One of the common complications that diabetic pregnant women suffer from is swelling of the legs and feet. To counter that problem, your doctor may recommend medical compression sock for your needs.
Supply For Children Who Have Diabetes
If you have a child who has diabetes, you don’t have to worry how you will have to be constantly by his side. Simply talk to the teacher and school nurse about your child’s condition.
The school nurse will probably be very experienced with administering insulin shots to all the children at school already. He or she may even have a list of all the supplies you need to pack in a container and a schedule of how often you will need to replenish the container. If not, do not worry. The same emergency supply list for diabetes patients applies for children. To make the job easier for the school nurse, have a picture of your child glued onto the lid of the container.
Aside from the school kit, your child should always carry another kit in their school bag. But as we all know how children are a bit less careful with things, so you have to make sure to pack all the supplies in a waterproof and durable bag or container. And if you child attends certain sports team, make sure to have a duplicate kit for the coach’s keeping and teach him or her how to administer insulin to your child should the occasion arise.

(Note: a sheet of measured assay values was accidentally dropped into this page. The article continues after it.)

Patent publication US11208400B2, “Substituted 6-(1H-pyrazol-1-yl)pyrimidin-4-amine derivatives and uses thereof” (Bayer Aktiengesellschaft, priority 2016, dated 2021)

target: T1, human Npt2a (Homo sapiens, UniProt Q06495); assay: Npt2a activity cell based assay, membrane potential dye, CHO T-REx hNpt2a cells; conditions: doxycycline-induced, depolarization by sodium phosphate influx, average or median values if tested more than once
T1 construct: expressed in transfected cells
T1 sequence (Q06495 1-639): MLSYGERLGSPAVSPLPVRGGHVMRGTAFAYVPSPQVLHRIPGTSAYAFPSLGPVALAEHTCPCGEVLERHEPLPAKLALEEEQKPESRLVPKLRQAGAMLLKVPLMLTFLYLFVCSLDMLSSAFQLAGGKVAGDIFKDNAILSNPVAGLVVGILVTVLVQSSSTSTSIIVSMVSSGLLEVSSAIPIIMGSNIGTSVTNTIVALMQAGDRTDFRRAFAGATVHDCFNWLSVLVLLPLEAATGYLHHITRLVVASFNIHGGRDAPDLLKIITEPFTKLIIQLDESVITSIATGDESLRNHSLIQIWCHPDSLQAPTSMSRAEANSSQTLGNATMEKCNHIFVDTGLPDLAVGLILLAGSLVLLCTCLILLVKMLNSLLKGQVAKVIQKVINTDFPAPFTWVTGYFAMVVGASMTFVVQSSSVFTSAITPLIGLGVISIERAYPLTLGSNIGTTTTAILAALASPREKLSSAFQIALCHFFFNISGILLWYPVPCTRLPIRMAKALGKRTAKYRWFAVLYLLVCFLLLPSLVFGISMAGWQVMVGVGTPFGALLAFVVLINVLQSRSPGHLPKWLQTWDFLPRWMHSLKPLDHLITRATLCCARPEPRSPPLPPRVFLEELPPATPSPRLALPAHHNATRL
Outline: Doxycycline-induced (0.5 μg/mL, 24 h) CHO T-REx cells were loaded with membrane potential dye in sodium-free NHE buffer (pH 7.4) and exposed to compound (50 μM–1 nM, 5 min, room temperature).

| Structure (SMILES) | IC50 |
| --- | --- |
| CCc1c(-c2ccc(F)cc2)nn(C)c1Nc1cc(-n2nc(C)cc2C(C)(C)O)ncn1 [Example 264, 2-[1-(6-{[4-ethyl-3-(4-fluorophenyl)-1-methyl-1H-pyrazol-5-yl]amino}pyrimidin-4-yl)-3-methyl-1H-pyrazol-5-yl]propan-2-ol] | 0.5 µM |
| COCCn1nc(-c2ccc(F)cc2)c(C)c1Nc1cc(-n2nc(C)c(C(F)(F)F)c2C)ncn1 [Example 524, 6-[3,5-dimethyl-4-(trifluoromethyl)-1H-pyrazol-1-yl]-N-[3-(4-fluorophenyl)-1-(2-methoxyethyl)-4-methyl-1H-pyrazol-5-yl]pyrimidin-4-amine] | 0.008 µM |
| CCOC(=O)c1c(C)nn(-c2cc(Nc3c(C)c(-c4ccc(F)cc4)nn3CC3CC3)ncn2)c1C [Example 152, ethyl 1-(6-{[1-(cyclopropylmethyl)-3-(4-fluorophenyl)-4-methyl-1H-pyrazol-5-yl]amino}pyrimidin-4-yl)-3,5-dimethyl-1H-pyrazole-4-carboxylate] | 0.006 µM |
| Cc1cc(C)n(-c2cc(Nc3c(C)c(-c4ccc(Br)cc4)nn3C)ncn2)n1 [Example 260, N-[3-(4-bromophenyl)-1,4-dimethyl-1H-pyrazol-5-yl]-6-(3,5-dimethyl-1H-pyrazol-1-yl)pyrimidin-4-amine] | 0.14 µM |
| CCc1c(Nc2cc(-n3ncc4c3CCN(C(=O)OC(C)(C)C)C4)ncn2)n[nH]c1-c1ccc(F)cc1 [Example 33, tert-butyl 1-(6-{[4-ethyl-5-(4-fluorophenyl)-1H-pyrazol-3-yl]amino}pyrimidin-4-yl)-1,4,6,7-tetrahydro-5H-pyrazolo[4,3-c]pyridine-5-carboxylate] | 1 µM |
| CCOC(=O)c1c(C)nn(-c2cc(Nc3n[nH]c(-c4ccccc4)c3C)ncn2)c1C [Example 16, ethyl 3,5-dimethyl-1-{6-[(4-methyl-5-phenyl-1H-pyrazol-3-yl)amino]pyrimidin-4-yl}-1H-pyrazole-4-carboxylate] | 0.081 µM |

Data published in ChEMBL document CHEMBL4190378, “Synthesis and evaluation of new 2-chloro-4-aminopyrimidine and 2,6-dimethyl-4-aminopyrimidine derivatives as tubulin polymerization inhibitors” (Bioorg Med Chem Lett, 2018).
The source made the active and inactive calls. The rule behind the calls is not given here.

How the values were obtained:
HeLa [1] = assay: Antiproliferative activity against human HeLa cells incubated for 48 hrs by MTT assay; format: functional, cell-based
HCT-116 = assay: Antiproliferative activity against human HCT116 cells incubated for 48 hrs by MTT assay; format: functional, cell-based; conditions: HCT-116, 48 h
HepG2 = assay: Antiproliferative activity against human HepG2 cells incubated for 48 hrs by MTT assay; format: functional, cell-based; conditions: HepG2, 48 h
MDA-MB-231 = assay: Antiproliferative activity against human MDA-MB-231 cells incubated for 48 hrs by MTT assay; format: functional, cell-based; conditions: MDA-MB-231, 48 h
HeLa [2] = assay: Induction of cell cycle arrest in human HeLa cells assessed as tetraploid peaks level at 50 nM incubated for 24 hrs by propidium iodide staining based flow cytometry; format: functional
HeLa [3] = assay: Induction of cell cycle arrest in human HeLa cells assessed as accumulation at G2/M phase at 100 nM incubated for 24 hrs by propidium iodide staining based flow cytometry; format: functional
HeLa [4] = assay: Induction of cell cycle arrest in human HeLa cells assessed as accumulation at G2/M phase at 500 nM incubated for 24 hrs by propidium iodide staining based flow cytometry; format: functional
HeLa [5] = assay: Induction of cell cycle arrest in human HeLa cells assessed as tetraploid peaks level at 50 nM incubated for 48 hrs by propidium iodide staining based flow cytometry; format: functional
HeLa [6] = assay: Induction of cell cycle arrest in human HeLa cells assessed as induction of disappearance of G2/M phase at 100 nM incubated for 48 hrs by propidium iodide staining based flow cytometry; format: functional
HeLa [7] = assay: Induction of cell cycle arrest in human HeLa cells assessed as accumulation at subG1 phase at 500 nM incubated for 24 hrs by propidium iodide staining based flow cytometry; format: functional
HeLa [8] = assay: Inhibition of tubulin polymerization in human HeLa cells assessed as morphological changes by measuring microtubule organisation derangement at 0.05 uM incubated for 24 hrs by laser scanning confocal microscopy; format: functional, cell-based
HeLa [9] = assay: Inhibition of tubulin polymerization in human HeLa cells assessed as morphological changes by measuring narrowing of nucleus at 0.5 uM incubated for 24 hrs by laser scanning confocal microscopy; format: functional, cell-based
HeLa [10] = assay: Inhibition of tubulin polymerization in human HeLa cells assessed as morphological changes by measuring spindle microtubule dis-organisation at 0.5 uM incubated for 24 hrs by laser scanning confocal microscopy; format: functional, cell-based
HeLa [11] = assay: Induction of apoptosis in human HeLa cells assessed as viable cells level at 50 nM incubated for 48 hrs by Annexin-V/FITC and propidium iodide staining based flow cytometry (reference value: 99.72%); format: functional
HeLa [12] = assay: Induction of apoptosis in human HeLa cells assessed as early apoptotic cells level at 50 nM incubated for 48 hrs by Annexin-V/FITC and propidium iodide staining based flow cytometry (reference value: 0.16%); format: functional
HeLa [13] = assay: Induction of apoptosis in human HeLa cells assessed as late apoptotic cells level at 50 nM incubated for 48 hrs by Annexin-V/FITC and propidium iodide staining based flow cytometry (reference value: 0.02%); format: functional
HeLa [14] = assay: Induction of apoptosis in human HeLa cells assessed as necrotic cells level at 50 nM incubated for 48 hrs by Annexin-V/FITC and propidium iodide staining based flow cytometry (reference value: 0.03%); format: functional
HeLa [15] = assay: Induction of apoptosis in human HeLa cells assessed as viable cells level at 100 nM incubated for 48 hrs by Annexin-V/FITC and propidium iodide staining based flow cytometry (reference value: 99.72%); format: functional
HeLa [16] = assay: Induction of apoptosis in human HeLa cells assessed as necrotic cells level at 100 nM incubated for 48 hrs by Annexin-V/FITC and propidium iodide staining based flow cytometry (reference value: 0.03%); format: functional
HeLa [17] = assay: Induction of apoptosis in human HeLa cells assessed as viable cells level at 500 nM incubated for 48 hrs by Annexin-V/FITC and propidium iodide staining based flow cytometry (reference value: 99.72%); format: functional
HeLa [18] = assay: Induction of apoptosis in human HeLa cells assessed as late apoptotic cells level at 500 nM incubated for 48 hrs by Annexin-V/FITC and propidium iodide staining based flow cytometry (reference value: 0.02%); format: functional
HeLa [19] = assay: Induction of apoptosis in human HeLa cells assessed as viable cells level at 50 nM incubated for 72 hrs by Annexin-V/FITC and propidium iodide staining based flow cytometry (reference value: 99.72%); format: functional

Supplies for the Visually Impaired
Being visually impaired does not mean you have to rely on others to monitor your blood glucose level and administer your insulin injections. With the advancement in technology, various pharmaceutical companies understand the needs of visually impaired diabetic patients, and have developed blood glucose monitors that can either talk or be attached to your existing voice synthesizers.
The two most recommended brands are LifeScan and Roche Accu-Chek. These monitors come with easy-to-follow audio instructions. As for insulin injection equipment, even though insulin pens are sold with the warning: “Not for use by blind individuals without sighted aid,” there are many hospital and community seminars that specifically train visually impaired individuals to self-administer insulin injections with insulin pen.